Monday, November 7, 2011

THE CORRIDOR - Toronto After Dark Film Festival 2011: Horror in a remote cabin, and no babes? What gives?

The Corridor (2011) dir. Evan Kelly
Starring: Stephen Chambers, David Patrick Flemming, Glen Matthews, James Gilbert, Matthew Amyotte, Nigel Bennett, Mary Colin-Chisholm

RATING (out of ****) **1/2

By Greg Klymkiw

So here's the deal. If I'm going to watch five people in a remote cabin being haunted by some weird shit that turns them into psychopaths, the last thing I want is for all five of them to be guys. Sorry. Call me crass. Call me a redneck. Call me uncivilized. (Just don't call me Shirley.) What I need are babes. Yes, babes. Members of the female sex. Three is best. Two will do. One, I will settle for. But NONE? Nada? No babes?

This, my friends, is a problem. A big one. Why? Because this is a low budget horror film set in the middle of nowhere and seeing as the body count is clearly not going to be high, the stew needs a bit more than potatoes - if you follow my drift.

What we have here are five friends. One of them went nuts. Blood was shed. After time in the loony bin, the nutbar gets out and his buddies decide to congregate for a weekend reunion in the whacko's family cabin. Here, we see them rekindle past glories, dredge up old grudges, realize that their lives are essentially not what they could be and soon they all discover and experience a mysterious force deep in the bush that creates feelings of elation which eventually transform into a desire to kill.

Okay, this is not bad. But again, we have to spend time with five loser guys (some more macho than others) and for much of the film's running time we listen to them alternately whine and be sensitive new males (save for the two who are a bit more loutish). We don't even get some good, old-fashioned homoeroticism. I mean, seriously - if you're going to force us to watch five young loser guys in a cabin for ninety minutes, can we at least get some nice homo action? In fact, the central friendship in the picture had a lot of possibilities to go into the territory of Hershey's Chocolate Highway - but no, it's all sensitivity and no action.

The screenplay by Josh MacDonald is not without some excellent writing. Thought and care have obviously gone into the film's structure as well as character and (some of) the dialogue. The emphasis upon atmosphere is something I generally appreciate in any horror film, but I seriously believe the script was: (a)not encouraged to adequately exploit and/or push the envelope on what it sets out to do and, more importantly, (b)was green-lit too early. Based on the finished film, it's at least two drafts (including one genre makeover) and a polish or two behind where it really needed to be.

That said, there are a few moments of genuine grotesquerie with the occasional appearance of the whacko's whacko dead Mom. She's old, and not really a babe (and, uh, dead), but she's delectably creepy and again, another lost opportunity. If we're going to have five loser guys alone in the woods - fucked up by some mysterious force and getting visitations from some old demonic lady, could we, perchance get some kink worked into the proceedings?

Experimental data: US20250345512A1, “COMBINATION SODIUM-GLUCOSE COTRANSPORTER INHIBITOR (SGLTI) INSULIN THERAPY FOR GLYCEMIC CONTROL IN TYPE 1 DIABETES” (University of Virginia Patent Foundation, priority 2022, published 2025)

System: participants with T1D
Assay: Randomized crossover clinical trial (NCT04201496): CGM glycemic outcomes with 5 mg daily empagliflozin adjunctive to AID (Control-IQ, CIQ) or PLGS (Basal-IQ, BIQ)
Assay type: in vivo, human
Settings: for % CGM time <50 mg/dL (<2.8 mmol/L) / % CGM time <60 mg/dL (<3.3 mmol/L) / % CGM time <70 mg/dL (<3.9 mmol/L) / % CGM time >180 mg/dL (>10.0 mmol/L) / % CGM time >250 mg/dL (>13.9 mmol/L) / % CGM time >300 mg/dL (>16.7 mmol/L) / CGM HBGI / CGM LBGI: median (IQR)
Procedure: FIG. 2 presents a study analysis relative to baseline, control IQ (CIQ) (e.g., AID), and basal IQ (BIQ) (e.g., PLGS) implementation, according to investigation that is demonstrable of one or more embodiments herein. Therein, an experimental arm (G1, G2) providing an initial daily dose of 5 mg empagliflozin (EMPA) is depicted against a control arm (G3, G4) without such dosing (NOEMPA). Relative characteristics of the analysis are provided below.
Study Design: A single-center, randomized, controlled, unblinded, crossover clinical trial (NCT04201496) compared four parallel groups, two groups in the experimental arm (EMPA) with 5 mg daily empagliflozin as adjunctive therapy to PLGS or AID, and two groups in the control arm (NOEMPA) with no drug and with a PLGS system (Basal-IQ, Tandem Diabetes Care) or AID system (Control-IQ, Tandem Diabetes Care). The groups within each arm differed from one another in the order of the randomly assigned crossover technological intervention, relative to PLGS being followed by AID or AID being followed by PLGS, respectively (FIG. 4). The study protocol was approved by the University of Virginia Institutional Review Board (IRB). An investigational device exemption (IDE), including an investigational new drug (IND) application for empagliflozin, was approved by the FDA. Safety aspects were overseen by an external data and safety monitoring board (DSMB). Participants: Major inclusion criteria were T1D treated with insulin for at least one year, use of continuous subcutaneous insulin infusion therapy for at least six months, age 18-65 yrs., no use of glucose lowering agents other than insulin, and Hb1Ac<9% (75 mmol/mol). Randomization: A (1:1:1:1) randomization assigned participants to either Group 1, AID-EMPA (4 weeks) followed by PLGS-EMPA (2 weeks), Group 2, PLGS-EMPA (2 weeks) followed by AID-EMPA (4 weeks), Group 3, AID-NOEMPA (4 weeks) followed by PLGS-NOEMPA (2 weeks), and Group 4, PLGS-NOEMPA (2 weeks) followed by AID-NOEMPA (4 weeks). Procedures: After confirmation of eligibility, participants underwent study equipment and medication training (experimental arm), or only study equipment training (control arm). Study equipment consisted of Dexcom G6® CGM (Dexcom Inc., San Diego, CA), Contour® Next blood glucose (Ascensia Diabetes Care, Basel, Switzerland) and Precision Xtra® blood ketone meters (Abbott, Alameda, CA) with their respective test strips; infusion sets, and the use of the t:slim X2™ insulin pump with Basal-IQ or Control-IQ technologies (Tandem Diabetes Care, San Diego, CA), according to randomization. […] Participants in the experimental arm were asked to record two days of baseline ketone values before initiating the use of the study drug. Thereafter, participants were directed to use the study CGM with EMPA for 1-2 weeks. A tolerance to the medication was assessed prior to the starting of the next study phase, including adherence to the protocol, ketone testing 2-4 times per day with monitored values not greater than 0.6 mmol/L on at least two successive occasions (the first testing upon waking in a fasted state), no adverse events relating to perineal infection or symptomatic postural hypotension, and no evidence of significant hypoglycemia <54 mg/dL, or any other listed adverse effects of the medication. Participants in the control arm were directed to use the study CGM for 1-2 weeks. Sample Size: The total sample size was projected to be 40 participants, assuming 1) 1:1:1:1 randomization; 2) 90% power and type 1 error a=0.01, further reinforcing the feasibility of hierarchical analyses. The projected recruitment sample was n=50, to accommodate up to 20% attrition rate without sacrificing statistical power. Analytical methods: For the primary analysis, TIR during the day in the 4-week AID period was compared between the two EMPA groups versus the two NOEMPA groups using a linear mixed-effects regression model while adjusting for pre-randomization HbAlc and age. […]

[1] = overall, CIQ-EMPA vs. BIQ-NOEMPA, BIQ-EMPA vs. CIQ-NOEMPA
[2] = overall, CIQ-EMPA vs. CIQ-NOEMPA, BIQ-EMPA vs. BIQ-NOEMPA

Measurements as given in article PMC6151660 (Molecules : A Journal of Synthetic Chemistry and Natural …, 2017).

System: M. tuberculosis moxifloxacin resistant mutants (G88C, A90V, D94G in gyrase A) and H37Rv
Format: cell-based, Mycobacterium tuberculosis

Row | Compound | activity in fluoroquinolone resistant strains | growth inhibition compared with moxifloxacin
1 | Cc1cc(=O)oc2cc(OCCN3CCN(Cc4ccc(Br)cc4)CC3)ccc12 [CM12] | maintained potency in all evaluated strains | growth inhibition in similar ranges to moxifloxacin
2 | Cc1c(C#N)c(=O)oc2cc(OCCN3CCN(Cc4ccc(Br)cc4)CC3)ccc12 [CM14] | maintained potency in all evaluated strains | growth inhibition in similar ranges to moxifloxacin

So, no babes, no homo action and no sex with dead old demon ladies.

What do we get? Well, director Evan Kelly moves the action briskly, elicits fine performances from all the actors, sets a suitably creepy tone with a solidly deliberate pace, serves up a few decent visceral jolts and stretches his low budget admirably. The snow-packed isolation of Nova Scotia is also rendered with suitable panache. We are, thankfully, blessed with an appearance from the legendary Canadian character actor Nigel Bennett, but given he's the only one who appears in the under-populated setting, we know he's not going to last long.

I'm sure the screenplay was developed with all the right intentions - to focus on psychological and atmospheric horror rather than bloodletting, but there's something ultimately square about focusing upon such drab, unexceptional male characters. A couple of them veer delicately in the direction of Neil LaBute Lite, but that's another problem. When one crafts a modestly budgeted film like this - Lite is NEVER the way to go.

Given Canada's reputation worldwide for its offbeat perversion in the world of indie filmmaking, its possible the makers of this low budget Canadian genre picture thought they were departing from the norm in a fresh way. Nothing, of course, could be further from the truth. Movies like this need some kind of crank. Good intentions are never enough. In fact, good intentions are too often the middle name of many Canadian films and it's the movie's downfall. One sits in the theatre watching the movie, hoping that things are going to amp up narratively. Alas, they never do.

"The Corridor" was unleashed during the magnificent Toronto After Dark Film Festival (2011 edition). It has been purchased by AMC Networks' IFC Midnight.

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